Tourette's syndrome (TS) is a neurodevelopmental disorder characterized primarily by motor and vocal tics. Comorbidities such as attention deficit and hyperactivity disorder (ADHD) are observed in over 50% of TS patients. We applied aripiprazole in a juvenile rat model that displays motor tics and hyperactivity. We additionally assessed the amount of ultrasonic vocalizations (USVs) as an indicator for the presence of vocal tics and evaluated the changes in the striatal neurometabolism using in vivo proton magnetic resonance spectroscopy (1H-MRS) at 11.7T. Thirty-one juvenile spontaneously hypertensive rats (SHRs) underwent bicuculline striatal microinjection and treatment with either aripiprazole or vehicle. Control groups were sham operated and sham injected. Behavior, USVs, and striatal neurochemical profile were analyzed at early, middle, and late adolescence (postnatal days 35 to 50). Bicuculline microinjections in the dorsolateral striatum induced motor tics in SHR juvenile rats. Acute aripiprazole administration selectively reduced both tic frequency and latency, whereas stereotypies, USVs, and hyperactivity remained unaltered. The striatal neurochemical profile was only moderately altered after tic-induction and was not affected by systemic drug treatment. When applied to a young rat model that provides high degrees of construct, face, and predictive validity for TS and comorbid ADHD, aripiprazole selectively reduces motor tics, revealing that tics and stereotypies are distinct phenomena in line with clinical treatment of patients. Finally, our 1H-MRS results suggest a critical revision of the striatal role in the hypothesized cortico-striatal dysregulation in TS pathophysiology.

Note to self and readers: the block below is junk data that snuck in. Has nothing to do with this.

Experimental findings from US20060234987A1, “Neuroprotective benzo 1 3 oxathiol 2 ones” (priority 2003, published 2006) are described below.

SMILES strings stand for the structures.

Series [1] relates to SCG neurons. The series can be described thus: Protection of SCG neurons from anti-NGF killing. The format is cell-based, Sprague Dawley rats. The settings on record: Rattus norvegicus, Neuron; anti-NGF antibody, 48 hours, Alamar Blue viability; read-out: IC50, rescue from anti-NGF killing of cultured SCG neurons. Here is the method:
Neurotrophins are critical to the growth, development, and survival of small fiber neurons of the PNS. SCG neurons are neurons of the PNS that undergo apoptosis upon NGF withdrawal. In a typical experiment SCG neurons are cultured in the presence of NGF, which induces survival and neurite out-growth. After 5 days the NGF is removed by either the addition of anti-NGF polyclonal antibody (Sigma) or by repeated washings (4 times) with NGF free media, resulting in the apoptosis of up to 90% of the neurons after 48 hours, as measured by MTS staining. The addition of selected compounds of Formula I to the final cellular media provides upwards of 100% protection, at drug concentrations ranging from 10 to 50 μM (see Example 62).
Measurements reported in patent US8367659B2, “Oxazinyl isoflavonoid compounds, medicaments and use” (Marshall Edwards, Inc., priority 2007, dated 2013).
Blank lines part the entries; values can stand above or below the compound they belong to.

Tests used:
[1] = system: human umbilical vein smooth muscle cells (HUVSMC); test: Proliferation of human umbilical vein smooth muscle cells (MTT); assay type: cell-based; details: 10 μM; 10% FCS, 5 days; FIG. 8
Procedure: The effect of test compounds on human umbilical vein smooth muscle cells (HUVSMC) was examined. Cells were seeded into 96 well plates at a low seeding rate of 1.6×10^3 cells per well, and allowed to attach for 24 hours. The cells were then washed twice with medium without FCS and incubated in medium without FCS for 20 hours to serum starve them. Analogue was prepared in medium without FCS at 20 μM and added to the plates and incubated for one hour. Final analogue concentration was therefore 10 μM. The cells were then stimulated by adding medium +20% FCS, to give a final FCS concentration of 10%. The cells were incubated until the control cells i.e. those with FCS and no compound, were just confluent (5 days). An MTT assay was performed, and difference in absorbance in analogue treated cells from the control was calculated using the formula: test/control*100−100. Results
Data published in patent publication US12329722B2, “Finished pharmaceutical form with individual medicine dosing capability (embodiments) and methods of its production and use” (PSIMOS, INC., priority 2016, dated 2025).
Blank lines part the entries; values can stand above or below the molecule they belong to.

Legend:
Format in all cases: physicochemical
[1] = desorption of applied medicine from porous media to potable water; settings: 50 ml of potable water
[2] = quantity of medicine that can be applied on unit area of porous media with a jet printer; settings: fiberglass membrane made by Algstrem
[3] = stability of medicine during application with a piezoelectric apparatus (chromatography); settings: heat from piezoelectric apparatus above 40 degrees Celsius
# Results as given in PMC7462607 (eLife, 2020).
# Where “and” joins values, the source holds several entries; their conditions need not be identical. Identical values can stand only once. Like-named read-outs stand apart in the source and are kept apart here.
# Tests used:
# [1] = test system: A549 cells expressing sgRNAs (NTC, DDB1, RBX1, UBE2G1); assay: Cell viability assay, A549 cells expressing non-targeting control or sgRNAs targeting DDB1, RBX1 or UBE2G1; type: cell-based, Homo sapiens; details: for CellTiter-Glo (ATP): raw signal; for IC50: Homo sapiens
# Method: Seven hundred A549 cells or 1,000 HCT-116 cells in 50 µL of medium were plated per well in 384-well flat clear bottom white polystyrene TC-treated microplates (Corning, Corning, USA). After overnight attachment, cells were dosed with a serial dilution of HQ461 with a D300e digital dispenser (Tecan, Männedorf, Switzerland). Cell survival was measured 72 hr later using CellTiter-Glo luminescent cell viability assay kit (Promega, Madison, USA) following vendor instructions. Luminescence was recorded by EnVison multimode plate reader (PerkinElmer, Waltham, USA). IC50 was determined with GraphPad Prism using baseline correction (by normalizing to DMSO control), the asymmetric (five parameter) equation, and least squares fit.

- 1H magnetic resonance spectroscopy
- Attention-deficit/hyperactivity disorder
- Metabolite absolute concentration
- Spontaneously hypertensive rat
- Tourette's syndrome